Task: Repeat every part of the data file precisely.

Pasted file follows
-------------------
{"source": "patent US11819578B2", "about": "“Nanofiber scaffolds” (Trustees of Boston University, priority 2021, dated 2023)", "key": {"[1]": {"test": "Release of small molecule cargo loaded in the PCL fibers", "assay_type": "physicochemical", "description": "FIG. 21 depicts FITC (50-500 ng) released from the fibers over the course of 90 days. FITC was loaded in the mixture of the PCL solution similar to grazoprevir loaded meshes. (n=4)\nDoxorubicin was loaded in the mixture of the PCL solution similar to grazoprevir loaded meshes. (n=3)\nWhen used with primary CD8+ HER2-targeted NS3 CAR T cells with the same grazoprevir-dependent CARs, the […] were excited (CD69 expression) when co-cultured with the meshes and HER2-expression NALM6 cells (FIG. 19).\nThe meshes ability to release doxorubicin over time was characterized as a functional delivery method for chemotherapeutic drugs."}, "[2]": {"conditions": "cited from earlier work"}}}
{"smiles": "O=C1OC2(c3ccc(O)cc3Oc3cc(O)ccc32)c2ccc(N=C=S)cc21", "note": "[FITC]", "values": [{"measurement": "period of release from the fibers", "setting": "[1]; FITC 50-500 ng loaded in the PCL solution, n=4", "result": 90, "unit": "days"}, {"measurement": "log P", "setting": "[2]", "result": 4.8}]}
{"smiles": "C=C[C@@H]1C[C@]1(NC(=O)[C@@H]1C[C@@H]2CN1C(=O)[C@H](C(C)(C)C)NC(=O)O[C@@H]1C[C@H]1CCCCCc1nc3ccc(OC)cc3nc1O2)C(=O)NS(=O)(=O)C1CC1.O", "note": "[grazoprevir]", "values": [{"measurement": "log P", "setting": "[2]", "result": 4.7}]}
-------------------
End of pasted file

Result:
{"source": "patent US11819578B2", "about": "“Nanofiber scaffolds” (Trustees of Boston University, priority 2021, dated 2023)", "key": {"[1]": {"test": "Release of small molecule cargo loaded in the PCL fibers", "assay_type": "physicochemical", "description": "FIG. 21 depicts FITC (50-500 ng) released from the fibers over the course of 90 days. FITC was loaded in the mixture of the PCL solution similar to grazoprevir loaded meshes. (n=4)\nDoxorubicin was loaded in the mixture of the PCL solution similar to grazoprevir loaded meshes. (n=3)\nWhen used with primary CD8+ HER2-targeted NS3 CAR T cells with the same grazoprevir-dependent CARs, the […] were excited (CD69 expression) when co-cultured with the meshes and HER2-expression NALM6 cells (FIG. 19).\nThe meshes ability to release doxorubicin over time was characterized as a functional delivery method for chemotherapeutic drugs."}, "[2]": {"conditions": "cited from earlier work"}}}
{"smiles": "O=C1OC2(c3ccc(O)cc3Oc3cc(O)ccc32)c2ccc(N=C=S)cc21", "note": "[FITC]", "values": [{"measurement": "period of release from the fibers", "setting": "[1]; FITC 50-500 ng loaded in the PCL solution, n=4", "result": 90, "unit": "days"}, {"measurement": "log P", "setting": "[2]", "result": 4.8}]}
{"smiles": "C=C[C@@H]1C[C@]1(NC(=O)[C@@H]1C[C@@H]2CN1C(=O)[C@H](C(C)(C)C)NC(=O)O[C@@H]1C[C@H]1CCCCCc1nc3ccc(OC)cc3nc1O2)C(=O)NS(=O)(=O)C1CC1.O", "note": "[grazoprevir]", "values": [{"measurement": "log P", "setting": "[2]", "result": 4.7}]}